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President Bush Rules Out Military Attack on North Korea

October 11, 2006 at 6:10 PM EDT

JIM LEHRER: The president states his case on North Korea and Iraq. We start with excerpts from his news conference this morning in the White House Rose Garden.

GEORGE W. BUSH, President of the United States: In response to North Korea’s actions, we’re working with our partners in the region and the United Nations Security Council to ensure there are serious repercussions for the regime in Pyongyang.

I’ve spoken with other world leaders, including Japan, China, South Korea, and Russia. We all agree that there must be a strong Security Council resolution that will require North Korea to abide by its international commitments to dismantle its nuclear programs.

This resolution should also specify a series of measures to prevent North Korea from exporting nuclear or missile technologies and prevent financial transactions or asset transfers that would help North Korea develop its nuclear and missile capabilities.

JOURNALIST: You talk about failures of the past administration with the policy towards North Korea. Again, how can you say your policy is more successful, given that North Korea has apparently tested a nuclear weapon?

GEORGE W. BUSH: My point was bilateral negotiations didn’t work. You know, I appreciate the efforts of previous administrations. It just didn’t work. And therefore, I thought it was important to change how we approached the problem so that we could solve it diplomatically.

If North Korea decides that, you know, they don’t like, you know, what’s being said, it’s not — they’re not just stiffing the United States — I don’t know if that’s a diplomatic word or not — but they’re sending a message to countries in the neighborhood that they really don’t care what other countries think, which leads to further isolation.

And when we get a U.N. Security Council resolution, it will help us deal with issues like proliferation and his ability — “he” being Kim Jong-Il’s — ability to attract money to continue to develop his programs.

JOURNALIST: I want to ask you a little bit about — I want to follow on the criticism that you’ve received for the suggestions from Senator Warner and from James Baker, and now Olympia Snowe. This is not exactly the board of directors for Do you…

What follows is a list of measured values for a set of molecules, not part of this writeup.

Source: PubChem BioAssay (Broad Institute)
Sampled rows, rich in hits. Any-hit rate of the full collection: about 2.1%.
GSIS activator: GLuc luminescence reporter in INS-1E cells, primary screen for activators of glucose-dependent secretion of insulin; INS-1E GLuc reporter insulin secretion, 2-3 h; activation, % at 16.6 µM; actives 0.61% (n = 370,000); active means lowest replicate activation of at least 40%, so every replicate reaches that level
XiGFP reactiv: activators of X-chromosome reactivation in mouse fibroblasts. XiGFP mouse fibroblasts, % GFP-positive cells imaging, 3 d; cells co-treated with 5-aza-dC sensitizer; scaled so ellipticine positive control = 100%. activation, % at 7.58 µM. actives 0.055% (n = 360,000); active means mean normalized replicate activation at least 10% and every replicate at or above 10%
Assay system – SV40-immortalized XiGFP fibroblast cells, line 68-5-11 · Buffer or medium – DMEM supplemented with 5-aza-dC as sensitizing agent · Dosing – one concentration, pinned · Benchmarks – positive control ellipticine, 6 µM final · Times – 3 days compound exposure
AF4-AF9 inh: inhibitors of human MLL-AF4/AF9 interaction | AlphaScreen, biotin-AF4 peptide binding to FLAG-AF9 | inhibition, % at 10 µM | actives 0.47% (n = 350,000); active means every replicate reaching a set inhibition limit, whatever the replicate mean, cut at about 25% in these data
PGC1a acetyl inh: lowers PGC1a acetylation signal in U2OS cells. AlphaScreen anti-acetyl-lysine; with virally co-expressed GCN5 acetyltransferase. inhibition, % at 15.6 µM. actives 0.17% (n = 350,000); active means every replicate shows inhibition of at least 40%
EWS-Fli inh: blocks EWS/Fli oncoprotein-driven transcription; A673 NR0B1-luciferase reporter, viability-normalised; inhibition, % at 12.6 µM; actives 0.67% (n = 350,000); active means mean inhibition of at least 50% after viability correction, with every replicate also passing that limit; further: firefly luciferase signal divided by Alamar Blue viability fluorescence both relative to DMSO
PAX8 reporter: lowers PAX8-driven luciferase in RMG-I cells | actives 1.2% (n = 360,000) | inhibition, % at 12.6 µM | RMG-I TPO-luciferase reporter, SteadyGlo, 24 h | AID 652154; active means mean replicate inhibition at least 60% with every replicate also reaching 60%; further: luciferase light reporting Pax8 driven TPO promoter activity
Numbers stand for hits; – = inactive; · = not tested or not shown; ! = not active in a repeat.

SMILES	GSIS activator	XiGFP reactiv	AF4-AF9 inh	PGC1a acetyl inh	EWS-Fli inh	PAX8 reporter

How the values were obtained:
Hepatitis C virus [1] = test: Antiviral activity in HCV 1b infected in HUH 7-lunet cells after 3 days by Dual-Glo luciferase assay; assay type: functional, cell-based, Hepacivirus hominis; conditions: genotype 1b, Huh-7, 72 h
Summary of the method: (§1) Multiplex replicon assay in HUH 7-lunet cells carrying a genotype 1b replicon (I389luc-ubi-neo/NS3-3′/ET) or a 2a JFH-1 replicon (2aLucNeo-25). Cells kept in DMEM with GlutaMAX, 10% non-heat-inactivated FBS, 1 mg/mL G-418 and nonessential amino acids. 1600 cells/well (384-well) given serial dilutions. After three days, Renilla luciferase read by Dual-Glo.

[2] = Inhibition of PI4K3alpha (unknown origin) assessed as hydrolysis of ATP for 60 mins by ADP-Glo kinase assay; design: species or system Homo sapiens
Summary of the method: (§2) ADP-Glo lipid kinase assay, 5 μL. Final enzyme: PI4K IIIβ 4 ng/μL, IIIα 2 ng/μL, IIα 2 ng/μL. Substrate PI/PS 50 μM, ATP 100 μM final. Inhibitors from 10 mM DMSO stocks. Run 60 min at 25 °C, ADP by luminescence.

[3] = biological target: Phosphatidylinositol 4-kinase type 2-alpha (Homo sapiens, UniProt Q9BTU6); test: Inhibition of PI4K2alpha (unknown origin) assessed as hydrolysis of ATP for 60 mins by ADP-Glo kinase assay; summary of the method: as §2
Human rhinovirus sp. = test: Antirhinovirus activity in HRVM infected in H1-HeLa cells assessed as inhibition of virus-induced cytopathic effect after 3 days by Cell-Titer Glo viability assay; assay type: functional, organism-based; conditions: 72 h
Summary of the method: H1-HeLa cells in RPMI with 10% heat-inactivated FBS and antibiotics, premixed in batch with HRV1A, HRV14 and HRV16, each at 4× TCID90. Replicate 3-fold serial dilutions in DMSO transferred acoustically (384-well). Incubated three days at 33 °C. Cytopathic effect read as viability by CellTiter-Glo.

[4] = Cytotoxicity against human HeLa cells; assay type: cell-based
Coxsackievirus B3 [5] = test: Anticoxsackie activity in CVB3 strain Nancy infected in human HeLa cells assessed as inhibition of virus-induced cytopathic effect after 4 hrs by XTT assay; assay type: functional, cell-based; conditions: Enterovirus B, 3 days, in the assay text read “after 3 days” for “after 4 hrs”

GEORGE W. BUSH: That’s true.

JOURNALIST: Do you feel in some way that there is some shift going on, in terms of the general support for the war in Iraq and your strategy specifically? And do you ever feel like the walls are closing in on you, in terms of support for this?

GEORGE W. BUSH: Jim, I understand how hard it is. And I also understand the stakes.

And let me go back to Senator Warner. Senator Warner said, if the plan isn’t working, adjust. I agree completely. You know, I haven’t seen Baker’s report yet, but one of the things I remind you of is that I don’t hear those people saying, “Get out before the job is done.” They’re saying, “Be flexible.” And we are.

And so, for those folks saying, you know, make sure there’s flexibility, I couldn’t agree more with you. And I think the characterization of, you know, stay the course is — is about a quarter right. “Stay the course” means keep doing what you’re doing. My attitude is don’t do what you’re doing if it’s not working. Change. “Stay the course” also means don’t leave before the job is done. And that’s — we’re going to get the job done in Iraq.

JOURNALIST: You said yesterday in your statement that the North Korean nuclear test was unacceptable. I’m wondering, sir, your administration has issued these kinds of warnings pretty regularly over the last five years, and yet these countries have pursued their nuclear programs.

I’m wondering if you — what is different about the current set of warnings? And do you think the administration and our government runs a risk of looking feckless to the world by issuing these kinds of warnings regularly without, you know, response from the countries?

GEORGE W. BUSH: That’s a fair question. First of all, I am making it clear our policy hasn’t changed. It’s important for the folks to understand that we don’t continually shift our goals based upon, you know, polls or — whatever.

See, I think clarity of purpose is very important to rally a diplomatic effort to solve the problem. And so I try to speak as clearly as I can and make sure there’s no ambiguity in our position.